Kongo's sprawl is always improving, but has it improved enough to stop Velasquez' shots? Doubtful. Kongo will need to stay out of range and score a fast knockout. Probably try to limit kicks and clinching—unless it's to deliver a low blow.
Velasquez should steamroll Kongo for his sixth consecutive (T)KO. Expect it to look like Herring/Kongo only with more GnP.
Having said that, with Kongo at 2.25, and Velasquez at 1.56, I'm not sure it's worth backing Cain at those odds.
Wanderlei "The Axe Murderer" Silva vs. Rich "Ace" Franklin (195 lbs./89 kg)
+Brutal punching power
+Vicious killer instinct
+Brazilian Jiu Jitsu black belt
-One dimensional striker whose only offense consists of hooks
-Chin appears to have been weakened by so many brutal KOs
-Not a good wrestler
Keith Jardine (2008)
Kazuyuki Fujita (2006)
Ricardo Arona (2005)
Quinton Jackson x2 (2004, 2003)
Kazushi Sakuraba x3 (2003, 2001, 2001)
Dan Henderson (2000)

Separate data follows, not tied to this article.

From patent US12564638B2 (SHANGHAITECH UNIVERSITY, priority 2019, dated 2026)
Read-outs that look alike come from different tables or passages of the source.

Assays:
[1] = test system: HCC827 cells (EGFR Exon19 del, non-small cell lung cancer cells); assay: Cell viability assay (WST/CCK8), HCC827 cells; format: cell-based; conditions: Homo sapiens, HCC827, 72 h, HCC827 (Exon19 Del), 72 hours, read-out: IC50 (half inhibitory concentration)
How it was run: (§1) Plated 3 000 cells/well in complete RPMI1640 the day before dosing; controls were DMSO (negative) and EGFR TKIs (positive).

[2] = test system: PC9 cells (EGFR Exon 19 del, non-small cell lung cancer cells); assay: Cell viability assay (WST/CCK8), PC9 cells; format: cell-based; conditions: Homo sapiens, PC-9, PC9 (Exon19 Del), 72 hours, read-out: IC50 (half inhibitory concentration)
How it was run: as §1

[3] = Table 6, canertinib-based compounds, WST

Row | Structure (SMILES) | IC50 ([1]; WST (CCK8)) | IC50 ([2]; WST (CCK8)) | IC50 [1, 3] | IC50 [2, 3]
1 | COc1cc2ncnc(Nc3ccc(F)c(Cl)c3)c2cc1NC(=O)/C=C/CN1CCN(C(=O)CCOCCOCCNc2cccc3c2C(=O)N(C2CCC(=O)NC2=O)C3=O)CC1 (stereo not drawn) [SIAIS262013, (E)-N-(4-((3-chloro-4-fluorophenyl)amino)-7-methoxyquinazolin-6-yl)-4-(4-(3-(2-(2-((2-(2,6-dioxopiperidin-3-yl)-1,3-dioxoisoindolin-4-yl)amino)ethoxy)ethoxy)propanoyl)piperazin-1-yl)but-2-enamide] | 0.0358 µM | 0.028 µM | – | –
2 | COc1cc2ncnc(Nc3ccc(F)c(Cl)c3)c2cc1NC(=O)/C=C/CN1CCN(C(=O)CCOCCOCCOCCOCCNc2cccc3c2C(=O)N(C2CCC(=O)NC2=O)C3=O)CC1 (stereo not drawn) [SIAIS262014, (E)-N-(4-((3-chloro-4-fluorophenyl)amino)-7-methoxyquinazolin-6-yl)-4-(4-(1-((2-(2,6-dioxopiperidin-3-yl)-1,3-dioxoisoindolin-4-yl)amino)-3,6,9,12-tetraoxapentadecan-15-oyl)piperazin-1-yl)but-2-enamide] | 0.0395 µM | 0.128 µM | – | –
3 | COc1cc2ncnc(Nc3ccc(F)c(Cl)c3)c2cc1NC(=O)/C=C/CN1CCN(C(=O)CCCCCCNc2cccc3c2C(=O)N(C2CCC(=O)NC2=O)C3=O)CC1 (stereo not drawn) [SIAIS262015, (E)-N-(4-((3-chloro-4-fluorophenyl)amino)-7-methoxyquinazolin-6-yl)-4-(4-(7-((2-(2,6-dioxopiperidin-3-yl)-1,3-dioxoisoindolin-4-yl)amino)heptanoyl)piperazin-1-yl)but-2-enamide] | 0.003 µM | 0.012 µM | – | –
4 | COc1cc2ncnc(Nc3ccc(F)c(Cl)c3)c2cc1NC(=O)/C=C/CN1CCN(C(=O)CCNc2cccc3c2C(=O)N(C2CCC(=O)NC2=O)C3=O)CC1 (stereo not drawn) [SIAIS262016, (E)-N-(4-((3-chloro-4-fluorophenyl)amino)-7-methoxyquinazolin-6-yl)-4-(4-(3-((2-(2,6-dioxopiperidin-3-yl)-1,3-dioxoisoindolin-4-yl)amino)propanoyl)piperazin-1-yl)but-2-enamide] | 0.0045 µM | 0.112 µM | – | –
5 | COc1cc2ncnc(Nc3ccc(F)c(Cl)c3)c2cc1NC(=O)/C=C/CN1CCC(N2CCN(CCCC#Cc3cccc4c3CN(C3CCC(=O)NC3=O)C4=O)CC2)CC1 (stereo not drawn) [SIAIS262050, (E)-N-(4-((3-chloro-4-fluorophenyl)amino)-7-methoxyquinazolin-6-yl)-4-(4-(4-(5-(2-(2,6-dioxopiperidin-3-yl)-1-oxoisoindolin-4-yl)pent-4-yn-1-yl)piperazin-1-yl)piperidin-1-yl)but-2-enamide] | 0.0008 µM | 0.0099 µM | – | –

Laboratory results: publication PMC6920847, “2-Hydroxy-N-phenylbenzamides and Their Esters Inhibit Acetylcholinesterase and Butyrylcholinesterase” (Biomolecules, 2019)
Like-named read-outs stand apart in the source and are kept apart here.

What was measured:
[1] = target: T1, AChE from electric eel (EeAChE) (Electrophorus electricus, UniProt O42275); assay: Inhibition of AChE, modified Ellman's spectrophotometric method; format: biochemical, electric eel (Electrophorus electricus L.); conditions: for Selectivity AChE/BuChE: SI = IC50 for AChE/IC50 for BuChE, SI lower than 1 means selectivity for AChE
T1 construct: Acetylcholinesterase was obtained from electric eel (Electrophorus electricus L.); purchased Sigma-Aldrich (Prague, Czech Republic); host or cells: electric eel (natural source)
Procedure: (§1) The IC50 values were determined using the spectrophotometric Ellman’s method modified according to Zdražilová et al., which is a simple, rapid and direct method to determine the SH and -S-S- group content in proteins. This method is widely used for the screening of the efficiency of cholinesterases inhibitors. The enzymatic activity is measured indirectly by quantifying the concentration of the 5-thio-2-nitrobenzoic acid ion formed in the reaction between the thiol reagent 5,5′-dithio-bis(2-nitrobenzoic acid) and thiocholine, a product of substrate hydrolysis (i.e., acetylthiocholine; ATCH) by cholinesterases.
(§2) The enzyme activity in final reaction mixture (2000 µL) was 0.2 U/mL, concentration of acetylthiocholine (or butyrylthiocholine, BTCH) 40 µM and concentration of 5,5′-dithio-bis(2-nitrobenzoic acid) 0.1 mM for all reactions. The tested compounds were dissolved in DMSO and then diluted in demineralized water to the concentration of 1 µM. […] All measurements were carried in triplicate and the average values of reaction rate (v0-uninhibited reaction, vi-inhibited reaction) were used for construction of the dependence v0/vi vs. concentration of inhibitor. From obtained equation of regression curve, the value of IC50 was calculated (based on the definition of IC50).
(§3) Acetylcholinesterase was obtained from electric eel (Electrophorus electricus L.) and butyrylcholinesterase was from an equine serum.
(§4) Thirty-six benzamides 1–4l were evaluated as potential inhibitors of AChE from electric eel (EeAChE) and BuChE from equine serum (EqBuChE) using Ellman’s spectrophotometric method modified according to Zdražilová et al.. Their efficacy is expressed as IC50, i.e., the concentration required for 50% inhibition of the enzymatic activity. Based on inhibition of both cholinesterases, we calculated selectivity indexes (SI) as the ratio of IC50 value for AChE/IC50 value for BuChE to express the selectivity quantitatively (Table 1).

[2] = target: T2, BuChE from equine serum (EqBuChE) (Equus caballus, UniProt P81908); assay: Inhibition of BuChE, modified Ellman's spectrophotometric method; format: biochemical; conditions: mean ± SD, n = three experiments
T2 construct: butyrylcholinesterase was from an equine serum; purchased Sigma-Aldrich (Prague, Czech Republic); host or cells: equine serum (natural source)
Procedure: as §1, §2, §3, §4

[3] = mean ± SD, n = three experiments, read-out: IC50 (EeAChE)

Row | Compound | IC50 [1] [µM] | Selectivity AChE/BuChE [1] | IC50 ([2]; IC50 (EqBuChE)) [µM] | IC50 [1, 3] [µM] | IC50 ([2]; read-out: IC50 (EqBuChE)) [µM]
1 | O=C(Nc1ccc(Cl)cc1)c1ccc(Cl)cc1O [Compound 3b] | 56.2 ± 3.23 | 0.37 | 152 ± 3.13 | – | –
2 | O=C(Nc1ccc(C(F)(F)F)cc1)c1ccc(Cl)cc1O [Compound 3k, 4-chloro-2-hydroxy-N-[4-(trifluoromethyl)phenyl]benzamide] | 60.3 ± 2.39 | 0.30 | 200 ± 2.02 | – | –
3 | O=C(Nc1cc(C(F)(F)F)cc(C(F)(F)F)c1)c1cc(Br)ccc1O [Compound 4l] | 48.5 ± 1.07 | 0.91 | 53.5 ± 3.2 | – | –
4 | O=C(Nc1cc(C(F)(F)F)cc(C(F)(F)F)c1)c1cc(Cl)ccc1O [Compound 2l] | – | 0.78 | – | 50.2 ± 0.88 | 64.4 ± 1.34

+Very good sprawl
+Solid and powerful kickboxing
+Never been subbed; Brazilian Jiu Jitsu brown belt
-No offensive wrestling
-Takes time to find striking rythym
People sometimes discredit Franklin's chin. This is a folly. He took a beating from Anderson and Machida before he went down. If he had a bad chin, he would have been out when Henderson hit him in the opening minutes of their fight.
Wanderlei, I don't think the same can be said for. Ever since the Cro Cop left high kick, his chin has not been looking good. A single punch from Henderson and Rampage were all that were needed to put his lights out.
Franklin will probably make use of this fact, using his technical kickboxing to score more blows and take advantage of Silva's suspect chin, and try to avoid eating a hook like the one that floored Jardine.
I'll take Franklin by Third Round TKO, due to Wand's chin being shot and not really having any proper Muay Thai—all he throws is hooks.
Franklin is strong favorite at 1.69, while Wanderlei enters at 2.15. I am still taking Franklin on this one.
What is the duplicate article?
Why is this article offensive?
Where is this article plagiarized from?
Why is this article poorly edited?